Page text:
About 8 years ago, heart researchers were abuzz with excitement. Studies in mice had found that infusing bone marrow into the heart after a heart attack could heal the organ and prevent subsequent heart failure. Given that there are about 500,000 new cases of heart failure each year in the United States and only 2000 heart transplants, a new therapy for failing hearts was badly needed. But when researchers tried the same approach in humans, it didn't work as well. Now scientists think they may have pinpointed one big reason why.
Researchers used to think that bone marrow contained stem cells that could transform into heart muscle; now most suspect that it secretes factors that help the heart repair itself. When scientists treated heart attacks with bone marrow in mice, the donor marrow came from young, healthy animals that were genetically identical to animals with induced heart attacks. People participating in clinical trials, on the other hand, were getting their own bone marrow back, a strategy to avoid immune reactions. The human participants tended to be middle-aged or older, and they had health problems. (And, of course, they'd just had a heart attack.)
Matthew Springer, who studies cardiovascular medicine at the University of California, San Francisco (UCSF), wondered whether this difference in where the bone marrow came from could explain divergent results in the research studies: the mice did well, but the human studies were mixed. People benefited somewhat, but their heart function didn't improve nearly as much as heart function in the mice.
To find out, Springer, UCSF cardiologist Xiaoyin Wang, and their colleagues decided to make the bone marrow donated by mice more similar to the marrow used in human studies. To start, they induced heart attacks not only in the mice that would get the treatment but also in some of those donating marrow—just as the bone marrow in human studies comes from people who recently had a heart attack. And lo and behold, the bone marrow cells that came from the mouse heart attack victims "were not as therapeutic," Springer says. For example, the results of a key test of heart function that measures how well the organ pumps blood were the same before and after the recipients received the marrow. By comparison, in mice that got cells from young, healthy animals, the measure increased about 10 percentage points, and in animals who got sham injections, it deteriorated by about 10 percentage points.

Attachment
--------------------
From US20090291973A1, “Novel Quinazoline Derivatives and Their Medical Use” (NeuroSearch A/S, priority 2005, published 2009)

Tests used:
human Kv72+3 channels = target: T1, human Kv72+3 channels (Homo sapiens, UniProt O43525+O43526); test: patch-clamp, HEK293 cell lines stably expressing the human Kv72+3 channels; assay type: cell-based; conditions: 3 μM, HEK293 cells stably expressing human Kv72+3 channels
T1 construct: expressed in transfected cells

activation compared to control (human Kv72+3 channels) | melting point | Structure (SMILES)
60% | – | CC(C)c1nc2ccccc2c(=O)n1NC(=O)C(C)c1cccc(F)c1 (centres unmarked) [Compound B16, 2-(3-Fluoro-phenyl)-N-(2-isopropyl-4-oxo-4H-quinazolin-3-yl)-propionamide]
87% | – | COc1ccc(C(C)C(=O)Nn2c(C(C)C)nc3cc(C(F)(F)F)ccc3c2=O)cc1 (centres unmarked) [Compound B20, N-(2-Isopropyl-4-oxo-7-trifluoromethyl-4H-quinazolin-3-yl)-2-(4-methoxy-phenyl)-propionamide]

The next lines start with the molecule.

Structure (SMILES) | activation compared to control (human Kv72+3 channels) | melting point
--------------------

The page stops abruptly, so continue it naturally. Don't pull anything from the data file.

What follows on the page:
In a way, the result was surprising. The bone marrow was given just 3 days after the heart attacks. "That means that in 3 days, something has changed in the bone marrow," says Springer, whose team reports the work today in Science Translational Medicine.
The researchers already knew that heart attacks cause a massive inflammatory reaction, and they suspected that this changed the composition of the marrow. And when they gave the donor mice that had suffered heart attacks a powerful anti-inflammatory drug, the recipients of their marrow fared much better. Springer doesn't know yet which immune cells in bone marrow are key to reducing its ability to repair the heart.
The work adds insight into how we can best use these cells to help the heart, says Anthony Rosenzweig, director of cardiovascular research at Beth Israel Deaconess Medical Center in Boston. What all of this means for people is still up in the air, however, he cautions. In the past, doctors tried giving heart attack patients powerful anti-inflammatories. But the treatment didn't help and in some cases proved dangerous, appearing to weaken the heart muscle wall and cause aneurysms.
Another option, Rosenzweig says, is modifying the bone marrow before it's given back to patients. To do that, researchers would need to know which factors in the marrow matter most for repair and which are deficient after a heart attack. A handful of other studies have suggested that factors in the bone marrow may be able to help the heart heal, says Kenneth Chien, who directs the Cardiovascular Research Center at Massachusetts General Hospital in Boston. The new study hints that the immune system runs up against those factors, he says, and "suggests a way to potentially improve" the therapy.